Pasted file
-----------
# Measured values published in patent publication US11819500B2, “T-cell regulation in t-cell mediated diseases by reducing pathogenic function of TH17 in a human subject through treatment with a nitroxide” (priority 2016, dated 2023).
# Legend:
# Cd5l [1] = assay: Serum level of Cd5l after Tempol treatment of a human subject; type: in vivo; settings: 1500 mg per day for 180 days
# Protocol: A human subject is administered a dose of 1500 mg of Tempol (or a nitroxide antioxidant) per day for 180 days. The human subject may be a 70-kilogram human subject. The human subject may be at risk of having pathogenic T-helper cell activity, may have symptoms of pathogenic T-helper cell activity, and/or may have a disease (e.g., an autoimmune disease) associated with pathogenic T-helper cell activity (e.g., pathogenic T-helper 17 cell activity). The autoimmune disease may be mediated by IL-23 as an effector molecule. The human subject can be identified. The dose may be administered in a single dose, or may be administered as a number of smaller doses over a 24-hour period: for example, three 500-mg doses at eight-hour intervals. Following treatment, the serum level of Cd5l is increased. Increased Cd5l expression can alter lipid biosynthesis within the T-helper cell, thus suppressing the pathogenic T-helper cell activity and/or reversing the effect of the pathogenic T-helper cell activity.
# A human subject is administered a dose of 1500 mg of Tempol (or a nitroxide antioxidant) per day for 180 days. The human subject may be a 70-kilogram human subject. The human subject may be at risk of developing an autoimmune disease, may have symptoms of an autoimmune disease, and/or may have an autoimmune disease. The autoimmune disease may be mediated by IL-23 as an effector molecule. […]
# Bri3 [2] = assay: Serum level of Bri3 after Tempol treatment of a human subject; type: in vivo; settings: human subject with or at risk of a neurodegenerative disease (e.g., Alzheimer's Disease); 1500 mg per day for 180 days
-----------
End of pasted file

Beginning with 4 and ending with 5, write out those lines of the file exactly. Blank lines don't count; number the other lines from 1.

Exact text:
# Protocol: A human subject is administered a dose of 1500 mg of Tempol (or a nitroxide antioxidant) per day for 180 days. The human subject may be a 70-kilogram human subject. The human subject may be at risk of having pathogenic T-helper cell activity, may have symptoms of pathogenic T-helper cell activity, and/or may have a disease (e.g., an autoimmune disease) associated with pathogenic T-helper cell activity (e.g., pathogenic T-helper 17 cell activity). The autoimmune disease may be mediated by IL-23 as an effector molecule. The human subject can be identified. The dose may be administered in a single dose, or may be administered as a number of smaller doses over a 24-hour period: for example, three 500-mg doses at eight-hour intervals. Following treatment, the serum level of Cd5l is increased. Increased Cd5l expression can alter lipid biosynthesis within the T-helper cell, thus suppressing the pathogenic T-helper cell activity and/or reversing the effect of the pathogenic T-helper cell activity.
# A human subject is administered a dose of 1500 mg of Tempol (or a nitroxide antioxidant) per day for 180 days. The human subject may be a 70-kilogram human subject. The human subject may be at risk of developing an autoimmune disease, may have symptoms of an autoimmune disease, and/or may have an autoimmune disease. The autoimmune disease may be mediated by IL-23 as an effector molecule. […]